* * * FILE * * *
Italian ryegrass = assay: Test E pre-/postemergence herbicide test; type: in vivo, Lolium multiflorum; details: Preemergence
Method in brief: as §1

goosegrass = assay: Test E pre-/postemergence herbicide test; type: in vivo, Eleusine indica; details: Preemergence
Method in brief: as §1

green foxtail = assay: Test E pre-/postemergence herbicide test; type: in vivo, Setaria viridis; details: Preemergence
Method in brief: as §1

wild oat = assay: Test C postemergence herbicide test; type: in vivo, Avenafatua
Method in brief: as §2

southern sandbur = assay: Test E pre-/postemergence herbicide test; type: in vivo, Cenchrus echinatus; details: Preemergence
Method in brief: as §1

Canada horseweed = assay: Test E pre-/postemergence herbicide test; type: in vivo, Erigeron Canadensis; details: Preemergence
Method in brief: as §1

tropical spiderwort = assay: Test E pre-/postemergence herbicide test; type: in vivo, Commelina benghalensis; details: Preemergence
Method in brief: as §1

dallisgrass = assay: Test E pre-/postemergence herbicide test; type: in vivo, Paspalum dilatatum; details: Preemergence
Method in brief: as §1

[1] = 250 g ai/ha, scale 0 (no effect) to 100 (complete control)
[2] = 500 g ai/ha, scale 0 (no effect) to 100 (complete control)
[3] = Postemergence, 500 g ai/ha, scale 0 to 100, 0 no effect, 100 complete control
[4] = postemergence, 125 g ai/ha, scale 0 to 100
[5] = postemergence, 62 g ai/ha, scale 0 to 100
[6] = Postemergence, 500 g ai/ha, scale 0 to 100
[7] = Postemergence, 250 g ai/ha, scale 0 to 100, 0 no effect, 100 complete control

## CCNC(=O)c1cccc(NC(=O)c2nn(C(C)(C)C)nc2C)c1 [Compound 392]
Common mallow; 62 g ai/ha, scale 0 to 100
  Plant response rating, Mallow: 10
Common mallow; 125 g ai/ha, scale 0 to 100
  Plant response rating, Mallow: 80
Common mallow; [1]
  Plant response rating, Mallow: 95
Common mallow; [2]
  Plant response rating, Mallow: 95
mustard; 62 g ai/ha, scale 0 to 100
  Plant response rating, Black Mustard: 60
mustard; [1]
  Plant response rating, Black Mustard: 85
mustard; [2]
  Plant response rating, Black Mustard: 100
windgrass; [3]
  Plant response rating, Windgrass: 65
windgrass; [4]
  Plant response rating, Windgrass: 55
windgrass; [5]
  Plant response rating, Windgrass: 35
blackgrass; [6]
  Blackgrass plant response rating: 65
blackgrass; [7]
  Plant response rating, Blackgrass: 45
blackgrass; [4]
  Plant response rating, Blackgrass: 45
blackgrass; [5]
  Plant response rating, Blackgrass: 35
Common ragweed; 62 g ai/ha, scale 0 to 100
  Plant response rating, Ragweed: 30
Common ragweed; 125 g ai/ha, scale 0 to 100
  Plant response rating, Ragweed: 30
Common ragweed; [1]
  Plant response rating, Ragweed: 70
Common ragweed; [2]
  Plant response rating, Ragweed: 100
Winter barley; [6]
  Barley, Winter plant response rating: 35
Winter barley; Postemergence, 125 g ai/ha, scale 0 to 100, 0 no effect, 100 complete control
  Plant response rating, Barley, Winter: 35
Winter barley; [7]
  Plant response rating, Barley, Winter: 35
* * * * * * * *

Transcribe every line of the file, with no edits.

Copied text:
Italian ryegrass = assay: Test E pre-/postemergence herbicide test; type: in vivo, Lolium multiflorum; details: Preemergence
Method in brief: as §1

goosegrass = assay: Test E pre-/postemergence herbicide test; type: in vivo, Eleusine indica; details: Preemergence
Method in brief: as §1

green foxtail = assay: Test E pre-/postemergence herbicide test; type: in vivo, Setaria viridis; details: Preemergence
Method in brief: as §1

wild oat = assay: Test C postemergence herbicide test; type: in vivo, Avenafatua
Method in brief: as §2

southern sandbur = assay: Test E pre-/postemergence herbicide test; type: in vivo, Cenchrus echinatus; details: Preemergence
Method in brief: as §1

Canada horseweed = assay: Test E pre-/postemergence herbicide test; type: in vivo, Erigeron Canadensis; details: Preemergence
Method in brief: as §1

tropical spiderwort = assay: Test E pre-/postemergence herbicide test; type: in vivo, Commelina benghalensis; details: Preemergence
Method in brief: as §1

dallisgrass = assay: Test E pre-/postemergence herbicide test; type: in vivo, Paspalum dilatatum; details: Preemergence
Method in brief: as §1

[1] = 250 g ai/ha, scale 0 (no effect) to 100 (complete control)
[2] = 500 g ai/ha, scale 0 (no effect) to 100 (complete control)
[3] = Postemergence, 500 g ai/ha, scale 0 to 100, 0 no effect, 100 complete control
[4] = postemergence, 125 g ai/ha, scale 0 to 100
[5] = postemergence, 62 g ai/ha, scale 0 to 100
[6] = Postemergence, 500 g ai/ha, scale 0 to 100
[7] = Postemergence, 250 g ai/ha, scale 0 to 100, 0 no effect, 100 complete control

## CCNC(=O)c1cccc(NC(=O)c2nn(C(C)(C)C)nc2C)c1 [Compound 392]
Common mallow; 62 g ai/ha, scale 0 to 100
  Plant response rating, Mallow: 10
Common mallow; 125 g ai/ha, scale 0 to 100
  Plant response rating, Mallow: 80
Common mallow; [1]
  Plant response rating, Mallow: 95
Common mallow; [2]
  Plant response rating, Mallow: 95
mustard; 62 g ai/ha, scale 0 to 100
  Plant response rating, Black Mustard: 60
mustard; [1]
  Plant response rating, Black Mustard: 85
mustard; [2]
  Plant response rating, Black Mustard: 100
windgrass; [3]
  Plant response rating, Windgrass: 65
windgrass; [4]
  Plant response rating, Windgrass: 55
windgrass; [5]
  Plant response rating, Windgrass: 35
blackgrass; [6]
  Blackgrass plant response rating: 65
blackgrass; [7]
  Plant response rating, Blackgrass: 45
blackgrass; [4]
  Plant response rating, Blackgrass: 45
blackgrass; [5]
  Plant response rating, Blackgrass: 35
Common ragweed; 62 g ai/ha, scale 0 to 100
  Plant response rating, Ragweed: 30
Common ragweed; 125 g ai/ha, scale 0 to 100
  Plant response rating, Ragweed: 30
Common ragweed; [1]
  Plant response rating, Ragweed: 70
Common ragweed; [2]
  Plant response rating, Ragweed: 100
Winter barley; [6]
  Barley, Winter plant response rating: 35
Winter barley; Postemergence, 125 g ai/ha, scale 0 to 100, 0 no effect, 100 complete control
  Plant response rating, Barley, Winter: 35
Winter barley; [7]
  Plant response rating, Barley, Winter: 35